Islamabad: United Arab Emirates (UAE) President Sheikh Mohamed Bin Zayed Al Nahyan has dropped clues that his government is planning to broaden its investment footprint in Pakistan as the country drastically needs foreign inflows to prop up its deteriorating economy.
The royal dignitary arrived in Pakistan on a private visit and held a bilateral meeting with Prime Minister Shehbaz Sharif, who received the UAE President at the Chandna Airport along with other government functionaries, Geo News reported.
“Be prepared, the UAE will make a huge investment in Pakistan,” the sources quoted the UAE president as saying during a cordial meeting with the premier at the airport.
Shehbaz recalled his recent visit to the gulf country and emphasised that both countries would work on the understanding reached between the two leaders in various fields, during his visit to the UAE.
The UAE President said that the brotherly relations between the two countries went back many decades and his father, who had immense love for Pakistan and its people, laid the foundation of their bilateral ties.
The President also assured the Prime Minister that the UAE would always stand by Pakistan, Geo News reported.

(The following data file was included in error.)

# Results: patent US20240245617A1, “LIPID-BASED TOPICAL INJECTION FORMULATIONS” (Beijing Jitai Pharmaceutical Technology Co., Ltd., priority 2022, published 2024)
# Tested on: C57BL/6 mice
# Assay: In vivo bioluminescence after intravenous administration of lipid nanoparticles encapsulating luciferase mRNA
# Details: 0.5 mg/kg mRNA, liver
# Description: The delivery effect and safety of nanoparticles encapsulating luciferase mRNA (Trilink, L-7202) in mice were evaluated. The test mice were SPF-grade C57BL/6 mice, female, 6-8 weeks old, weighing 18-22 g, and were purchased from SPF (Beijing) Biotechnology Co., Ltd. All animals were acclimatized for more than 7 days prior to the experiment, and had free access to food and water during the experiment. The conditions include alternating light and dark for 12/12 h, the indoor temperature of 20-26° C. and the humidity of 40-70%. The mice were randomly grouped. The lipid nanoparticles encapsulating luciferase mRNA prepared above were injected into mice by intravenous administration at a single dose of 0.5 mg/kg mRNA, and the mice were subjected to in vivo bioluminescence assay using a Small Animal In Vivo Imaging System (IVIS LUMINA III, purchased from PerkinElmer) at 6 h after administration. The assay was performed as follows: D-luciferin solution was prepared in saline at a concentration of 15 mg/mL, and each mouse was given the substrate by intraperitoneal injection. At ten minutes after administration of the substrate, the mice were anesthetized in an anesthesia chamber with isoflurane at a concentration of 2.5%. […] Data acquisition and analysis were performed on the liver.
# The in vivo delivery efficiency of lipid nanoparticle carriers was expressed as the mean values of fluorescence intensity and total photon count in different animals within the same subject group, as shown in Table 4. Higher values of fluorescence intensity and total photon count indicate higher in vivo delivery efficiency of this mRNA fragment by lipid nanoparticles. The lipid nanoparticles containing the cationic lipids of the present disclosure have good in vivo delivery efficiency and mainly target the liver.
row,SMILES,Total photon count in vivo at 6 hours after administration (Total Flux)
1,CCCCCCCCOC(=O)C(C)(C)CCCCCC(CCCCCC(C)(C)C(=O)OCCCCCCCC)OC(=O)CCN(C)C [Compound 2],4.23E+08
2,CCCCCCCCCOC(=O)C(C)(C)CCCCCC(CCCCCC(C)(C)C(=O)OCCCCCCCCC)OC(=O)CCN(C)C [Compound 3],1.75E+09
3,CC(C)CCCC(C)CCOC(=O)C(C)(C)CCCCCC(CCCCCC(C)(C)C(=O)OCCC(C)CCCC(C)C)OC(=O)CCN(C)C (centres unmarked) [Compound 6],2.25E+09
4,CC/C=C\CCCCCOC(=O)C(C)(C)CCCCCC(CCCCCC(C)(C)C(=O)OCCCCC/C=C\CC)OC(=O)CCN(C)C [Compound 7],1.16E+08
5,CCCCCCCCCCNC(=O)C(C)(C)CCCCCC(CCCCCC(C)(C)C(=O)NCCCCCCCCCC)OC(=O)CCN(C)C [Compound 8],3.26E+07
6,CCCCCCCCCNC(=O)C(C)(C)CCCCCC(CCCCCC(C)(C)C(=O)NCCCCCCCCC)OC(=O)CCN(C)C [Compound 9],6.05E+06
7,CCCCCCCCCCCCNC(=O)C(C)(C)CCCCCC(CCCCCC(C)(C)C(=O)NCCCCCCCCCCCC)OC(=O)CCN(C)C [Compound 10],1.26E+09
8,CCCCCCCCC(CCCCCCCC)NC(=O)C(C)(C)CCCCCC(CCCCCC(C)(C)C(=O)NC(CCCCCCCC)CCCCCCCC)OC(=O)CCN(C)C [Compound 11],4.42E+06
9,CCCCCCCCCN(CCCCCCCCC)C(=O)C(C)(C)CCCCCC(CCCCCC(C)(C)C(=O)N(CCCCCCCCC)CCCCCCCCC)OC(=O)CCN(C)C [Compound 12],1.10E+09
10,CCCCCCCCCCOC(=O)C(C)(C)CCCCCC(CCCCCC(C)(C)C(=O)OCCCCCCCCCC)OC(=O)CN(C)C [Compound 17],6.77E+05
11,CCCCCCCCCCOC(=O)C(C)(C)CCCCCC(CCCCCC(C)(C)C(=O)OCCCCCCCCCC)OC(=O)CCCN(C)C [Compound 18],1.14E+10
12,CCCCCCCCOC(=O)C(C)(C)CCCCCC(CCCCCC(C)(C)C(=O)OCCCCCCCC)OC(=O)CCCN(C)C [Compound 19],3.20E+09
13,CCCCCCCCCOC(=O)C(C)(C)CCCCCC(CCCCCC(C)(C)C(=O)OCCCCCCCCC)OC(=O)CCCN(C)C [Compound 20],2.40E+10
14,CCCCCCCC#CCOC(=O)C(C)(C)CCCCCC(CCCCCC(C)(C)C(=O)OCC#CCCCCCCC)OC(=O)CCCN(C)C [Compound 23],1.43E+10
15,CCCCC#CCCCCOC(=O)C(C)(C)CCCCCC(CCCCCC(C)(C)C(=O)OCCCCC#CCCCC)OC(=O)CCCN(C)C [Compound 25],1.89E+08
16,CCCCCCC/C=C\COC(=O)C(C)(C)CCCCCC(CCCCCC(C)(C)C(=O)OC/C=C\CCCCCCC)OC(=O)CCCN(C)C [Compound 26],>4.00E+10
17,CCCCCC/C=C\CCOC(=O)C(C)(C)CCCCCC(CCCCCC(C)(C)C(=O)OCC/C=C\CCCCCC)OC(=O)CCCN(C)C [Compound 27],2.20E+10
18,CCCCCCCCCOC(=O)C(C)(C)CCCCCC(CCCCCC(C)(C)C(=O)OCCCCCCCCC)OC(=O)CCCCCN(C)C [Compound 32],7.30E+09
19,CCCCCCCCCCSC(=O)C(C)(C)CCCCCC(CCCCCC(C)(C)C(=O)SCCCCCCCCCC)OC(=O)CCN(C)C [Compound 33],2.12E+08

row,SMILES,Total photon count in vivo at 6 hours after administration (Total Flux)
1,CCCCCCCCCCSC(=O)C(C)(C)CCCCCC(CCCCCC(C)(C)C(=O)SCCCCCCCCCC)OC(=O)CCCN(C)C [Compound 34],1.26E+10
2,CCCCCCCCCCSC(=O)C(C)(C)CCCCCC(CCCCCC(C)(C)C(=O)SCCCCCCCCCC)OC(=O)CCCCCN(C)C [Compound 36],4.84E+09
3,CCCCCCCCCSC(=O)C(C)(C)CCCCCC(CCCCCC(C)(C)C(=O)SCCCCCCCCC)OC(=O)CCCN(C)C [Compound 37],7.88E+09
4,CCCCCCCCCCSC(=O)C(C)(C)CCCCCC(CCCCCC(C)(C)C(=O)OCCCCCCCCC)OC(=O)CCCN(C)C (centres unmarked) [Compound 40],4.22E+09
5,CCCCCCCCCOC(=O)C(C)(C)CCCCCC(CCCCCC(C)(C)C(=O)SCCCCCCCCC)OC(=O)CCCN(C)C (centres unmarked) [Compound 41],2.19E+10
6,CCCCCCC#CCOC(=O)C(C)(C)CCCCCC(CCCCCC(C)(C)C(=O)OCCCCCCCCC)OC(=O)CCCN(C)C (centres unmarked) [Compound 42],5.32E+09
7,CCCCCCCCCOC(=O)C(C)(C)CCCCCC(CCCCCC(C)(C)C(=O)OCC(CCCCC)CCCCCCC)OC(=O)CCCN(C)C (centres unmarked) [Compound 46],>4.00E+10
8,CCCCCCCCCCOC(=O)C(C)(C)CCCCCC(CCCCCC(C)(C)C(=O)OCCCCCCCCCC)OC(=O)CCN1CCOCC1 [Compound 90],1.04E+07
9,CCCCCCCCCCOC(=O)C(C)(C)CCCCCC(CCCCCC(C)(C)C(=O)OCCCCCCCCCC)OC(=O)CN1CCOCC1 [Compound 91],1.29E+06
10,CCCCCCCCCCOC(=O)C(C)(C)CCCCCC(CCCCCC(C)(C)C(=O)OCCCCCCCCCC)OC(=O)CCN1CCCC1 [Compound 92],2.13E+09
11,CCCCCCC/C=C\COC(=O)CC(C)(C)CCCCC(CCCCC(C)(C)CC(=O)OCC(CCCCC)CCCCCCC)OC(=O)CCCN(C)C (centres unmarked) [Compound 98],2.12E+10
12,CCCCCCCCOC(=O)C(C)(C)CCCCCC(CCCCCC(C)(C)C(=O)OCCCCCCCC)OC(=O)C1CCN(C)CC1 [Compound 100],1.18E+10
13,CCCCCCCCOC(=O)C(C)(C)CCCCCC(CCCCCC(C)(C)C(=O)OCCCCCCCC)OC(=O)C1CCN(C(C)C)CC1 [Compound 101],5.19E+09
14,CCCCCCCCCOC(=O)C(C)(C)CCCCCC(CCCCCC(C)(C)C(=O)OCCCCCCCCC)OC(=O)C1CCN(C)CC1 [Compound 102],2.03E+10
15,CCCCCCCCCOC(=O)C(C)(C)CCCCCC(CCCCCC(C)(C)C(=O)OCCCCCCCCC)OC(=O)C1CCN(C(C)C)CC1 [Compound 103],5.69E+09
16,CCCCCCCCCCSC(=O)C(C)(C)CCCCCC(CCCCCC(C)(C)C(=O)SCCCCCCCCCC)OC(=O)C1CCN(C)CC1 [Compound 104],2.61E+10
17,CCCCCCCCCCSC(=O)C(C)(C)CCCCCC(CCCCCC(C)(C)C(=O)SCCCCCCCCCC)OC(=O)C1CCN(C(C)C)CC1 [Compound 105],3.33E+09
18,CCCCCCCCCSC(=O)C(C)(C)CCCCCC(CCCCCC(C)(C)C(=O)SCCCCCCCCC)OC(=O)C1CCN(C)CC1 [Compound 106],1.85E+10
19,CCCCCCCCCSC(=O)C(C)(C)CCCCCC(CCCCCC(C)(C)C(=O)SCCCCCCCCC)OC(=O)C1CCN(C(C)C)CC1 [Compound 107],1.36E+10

Taking to Twitter, the premier wrote: “Extremely delighted to receive my brother His Highness Sheikh Mohamed Bin Zayed on his arrival in Pakistan, which is his second home. Building on our last meeting, we discussed ways (and) means to further strengthen our brotherly relations.”
The President expressed warm affection towards the prime minister on his arrival in Pakistan and took the premier to his personal jet, sources told Geo News.
The premier also met the family members of the president and held conversations with his children in the English and Arabic language, the sources added.
The UAE, on January 12, agreed to lend $1 billion to Pakistan and roll over an existing $2 billion loan, the country’s information minister had said, as the country’s central bank foreign reserves fell to just three weeks’ worth of imports.
The UAE’s financial support offered some respite to the country that is still reeling from devastating nationwide floods that have caused more than $30 billion of damage, Geo News reported.